- GBP/CAD languishing near 1.66 & vulnerable
- Canada’s strongest CPI since 1991 weighing
- With Fed, BoE gauntlet looming for GBP/CAD
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The Canadian Dollar retained intraday gains over many currencies Wednesday after inflation figures surprised market expectations again in February, keeping GBP/CAD under pressure near 1.66 ahead of monetary policy decisions from the Federal Reserve (Fed) and Bank of England (BoE).
Canada’s inflation rate climbed by one percent during February when consensus among economists had suggested a smaller 0.9% increase was likely, which was enough to lift the annual rate of price growth from 5.1% to 5.7% and made for the largest increase since August 1991.
Furthermore, and even after excluding changes in gasoline costs, Statistics Canada figures still had inflation rising from 4.3% to 4.7% last month, while the average of the three Bank of Canada (BoC) measures of trimmed inflation crept higher from 3.3% to 3.5%.
“Looking ahead, the spike higher in gasoline prices in early March, despite now partly fading, should see headline inflation accelerate again next month,” says Andrew Grantham, an economist at CIBC Capital Markets.
“Further out, the war in Ukraine will add to food price inflation, and sanctions on Russia combined with new lockdowns in China will lead to renewed supply chain issues, resulting in a slower easing of goods price inflation later this year than we were expecting,” Grantham also said on Wednesday.
Above: Pound to Canadian Dollar rate shown at 15-minute intervals alongside USD/CAD.
- Reference rates at publication:
GBP to CAD spot: 1.6650
- High street bank rates (indicative): 1.6067 - 1.6184
- Payment specialist rates (indicative: 1.6500 - 1.6530
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Although energy and food costs were significant drivers of February’s inflation, they weren’t by any means the only drivers as shelter costs rose 6.6% and at their fastest pace since 1983 while prices of household items like electrical goods also rose strongly too.
If anything, the data keeps the Bank of Canada on track for the “series” of further interest rate rises that have been repeatedly telegraphed as likely during recent months, which may be why the Canadian Dollar remained buoyant in the wake of Wednesday’s data.
Canadian Dollar gains kept GBP/CAD under pressure around 1.66 and close to its lowest level since March 2020 on Wednesday, although there’s a chance that Sterling would be in for some temporary relief later in the session if the pending Fed policy decision happens to boost the U.S. Dollar.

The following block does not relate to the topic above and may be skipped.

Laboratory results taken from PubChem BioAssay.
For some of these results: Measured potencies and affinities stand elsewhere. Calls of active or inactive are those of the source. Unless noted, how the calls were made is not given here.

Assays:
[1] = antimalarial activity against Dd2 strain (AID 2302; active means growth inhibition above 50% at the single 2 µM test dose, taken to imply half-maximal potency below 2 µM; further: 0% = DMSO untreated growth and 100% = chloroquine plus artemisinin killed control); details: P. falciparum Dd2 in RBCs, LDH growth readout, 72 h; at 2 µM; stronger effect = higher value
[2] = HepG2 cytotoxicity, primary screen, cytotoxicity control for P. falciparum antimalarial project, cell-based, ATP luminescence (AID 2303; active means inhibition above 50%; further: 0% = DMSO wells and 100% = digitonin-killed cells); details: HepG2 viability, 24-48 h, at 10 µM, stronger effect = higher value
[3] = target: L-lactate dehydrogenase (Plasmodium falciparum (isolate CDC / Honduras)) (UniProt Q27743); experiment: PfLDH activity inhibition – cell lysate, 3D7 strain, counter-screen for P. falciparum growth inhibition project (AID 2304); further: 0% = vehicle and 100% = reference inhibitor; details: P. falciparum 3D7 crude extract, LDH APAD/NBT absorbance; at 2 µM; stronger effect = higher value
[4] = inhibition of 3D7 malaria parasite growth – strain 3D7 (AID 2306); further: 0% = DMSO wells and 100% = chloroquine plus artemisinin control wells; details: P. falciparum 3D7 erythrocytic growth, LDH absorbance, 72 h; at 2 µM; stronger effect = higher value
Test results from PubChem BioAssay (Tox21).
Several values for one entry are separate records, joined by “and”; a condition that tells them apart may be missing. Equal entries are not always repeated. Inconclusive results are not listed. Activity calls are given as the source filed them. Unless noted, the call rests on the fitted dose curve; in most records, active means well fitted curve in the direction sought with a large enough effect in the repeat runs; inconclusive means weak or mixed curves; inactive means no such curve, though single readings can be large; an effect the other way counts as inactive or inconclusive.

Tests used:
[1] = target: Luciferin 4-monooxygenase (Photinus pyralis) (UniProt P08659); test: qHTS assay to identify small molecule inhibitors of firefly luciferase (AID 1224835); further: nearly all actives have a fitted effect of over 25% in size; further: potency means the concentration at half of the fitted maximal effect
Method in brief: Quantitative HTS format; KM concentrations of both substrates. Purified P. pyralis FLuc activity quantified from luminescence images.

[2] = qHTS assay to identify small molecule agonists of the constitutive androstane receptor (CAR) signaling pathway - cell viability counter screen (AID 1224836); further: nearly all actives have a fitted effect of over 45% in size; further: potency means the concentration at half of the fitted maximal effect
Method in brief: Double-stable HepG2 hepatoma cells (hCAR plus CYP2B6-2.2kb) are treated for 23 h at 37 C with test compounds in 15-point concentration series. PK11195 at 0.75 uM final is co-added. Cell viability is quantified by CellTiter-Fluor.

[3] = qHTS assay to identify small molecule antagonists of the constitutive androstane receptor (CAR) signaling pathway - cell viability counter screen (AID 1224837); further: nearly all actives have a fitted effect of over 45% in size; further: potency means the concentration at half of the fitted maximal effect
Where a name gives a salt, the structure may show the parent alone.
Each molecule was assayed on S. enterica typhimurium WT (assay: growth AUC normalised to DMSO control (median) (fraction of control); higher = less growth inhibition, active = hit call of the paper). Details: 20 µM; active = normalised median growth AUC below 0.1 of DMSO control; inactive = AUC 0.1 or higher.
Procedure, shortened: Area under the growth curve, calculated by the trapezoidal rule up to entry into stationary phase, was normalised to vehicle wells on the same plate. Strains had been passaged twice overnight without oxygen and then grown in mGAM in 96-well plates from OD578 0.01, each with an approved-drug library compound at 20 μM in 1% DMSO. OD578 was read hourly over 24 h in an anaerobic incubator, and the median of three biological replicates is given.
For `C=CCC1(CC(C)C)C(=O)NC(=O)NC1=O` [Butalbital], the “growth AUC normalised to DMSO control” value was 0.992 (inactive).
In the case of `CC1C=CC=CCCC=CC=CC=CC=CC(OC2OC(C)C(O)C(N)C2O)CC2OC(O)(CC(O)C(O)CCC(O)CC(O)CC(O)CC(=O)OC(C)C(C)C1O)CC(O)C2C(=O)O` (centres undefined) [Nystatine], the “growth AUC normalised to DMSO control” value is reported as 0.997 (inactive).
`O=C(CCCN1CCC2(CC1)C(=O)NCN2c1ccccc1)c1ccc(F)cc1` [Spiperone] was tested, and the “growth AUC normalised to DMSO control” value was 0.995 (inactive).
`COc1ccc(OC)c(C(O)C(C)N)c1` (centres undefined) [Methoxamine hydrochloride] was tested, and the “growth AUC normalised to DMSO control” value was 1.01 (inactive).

“We don't think that today's FOMC will be a big market mover. Setting aside all things geopolitical, our base case scenario is that the USD fades slightly lower as the Fed comes in roughly as expected with no hawkish surprises. By slightly, we'd say something like 0.2% down for the Bloomberg USD index of maybe 30-40 pips for USDCAD,” says Greg Anderson, global head of FX strategy at BMO Capital Markets.
“This is under the assumption that the Fed raises its range for the base rate by 25bps, communicates that balance sheet reduction will begin over the summer with Powell repeating the Fed's willingness to raise rates in 50bp increments and do whatever else is necessary to bring inflation under control. These steps are all now baked into the cake,” Anderson said in a Wednesday research briefing.
The Pound to Canadian Dollar rate would, however, potentially be vulnerable to further declines and a dip beneath the 1.66 handle in the event that USD/CAD falls in the wake of Wednesday’s Fed decision given, in part, that the two often demonstrate a positive correlation.
However, and in any event the Pound to Canadian Dollar rate also faces downside risks stemming from this Thursday’s Bank of England interest rate decision and policy statement, which could potentially include language that dampens market expectations for Bank Rate later this year.
“Had the war not erupted, there would have been decent odds of a 50bps hike this week from the BoE, but the high degree of uncertainty now makes such a move on Thursday highly unlikely,” says Shaun Osborne, chief FX strategist at Scotiabank.
Above: Pound to Canadian Dollar rate shown at daily intervals alongside USD/CAD.